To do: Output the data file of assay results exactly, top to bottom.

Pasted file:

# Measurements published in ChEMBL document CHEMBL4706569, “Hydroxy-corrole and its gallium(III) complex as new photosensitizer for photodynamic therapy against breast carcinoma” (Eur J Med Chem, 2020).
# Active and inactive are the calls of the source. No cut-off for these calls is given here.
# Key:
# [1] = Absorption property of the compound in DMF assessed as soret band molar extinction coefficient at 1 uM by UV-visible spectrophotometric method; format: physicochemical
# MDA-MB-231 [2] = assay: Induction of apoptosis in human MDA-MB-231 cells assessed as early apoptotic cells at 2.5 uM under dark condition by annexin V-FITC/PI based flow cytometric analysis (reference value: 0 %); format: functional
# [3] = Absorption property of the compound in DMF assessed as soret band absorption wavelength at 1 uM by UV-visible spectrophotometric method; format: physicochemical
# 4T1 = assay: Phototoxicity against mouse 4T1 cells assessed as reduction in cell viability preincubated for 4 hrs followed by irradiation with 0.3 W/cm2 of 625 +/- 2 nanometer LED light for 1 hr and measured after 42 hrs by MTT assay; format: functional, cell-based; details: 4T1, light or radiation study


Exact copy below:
# Measurements published in ChEMBL document CHEMBL4706569, “Hydroxy-corrole and its gallium(III) complex as new photosensitizer for photodynamic therapy against breast carcinoma” (Eur J Med Chem, 2020).
# Active and inactive are the calls of the source. No cut-off for these calls is given here.
# Key:
# [1] = Absorption property of the compound in DMF assessed as soret band molar extinction coefficient at 1 uM by UV-visible spectrophotometric method; format: physicochemical
# MDA-MB-231 [2] = assay: Induction of apoptosis in human MDA-MB-231 cells assessed as early apoptotic cells at 2.5 uM under dark condition by annexin V-FITC/PI based flow cytometric analysis (reference value: 0 %); format: functional
# [3] = Absorption property of the compound in DMF assessed as soret band absorption wavelength at 1 uM by UV-visible spectrophotometric method; format: physicochemical
# 4T1 = assay: Phototoxicity against mouse 4T1 cells assessed as reduction in cell viability preincubated for 4 hrs followed by irradiation with 0.3 W/cm2 of 625 +/- 2 nanometer LED light for 1 hr and measured after 42 hrs by MTT assay; format: functional, cell-based; details: 4T1, light or radiation study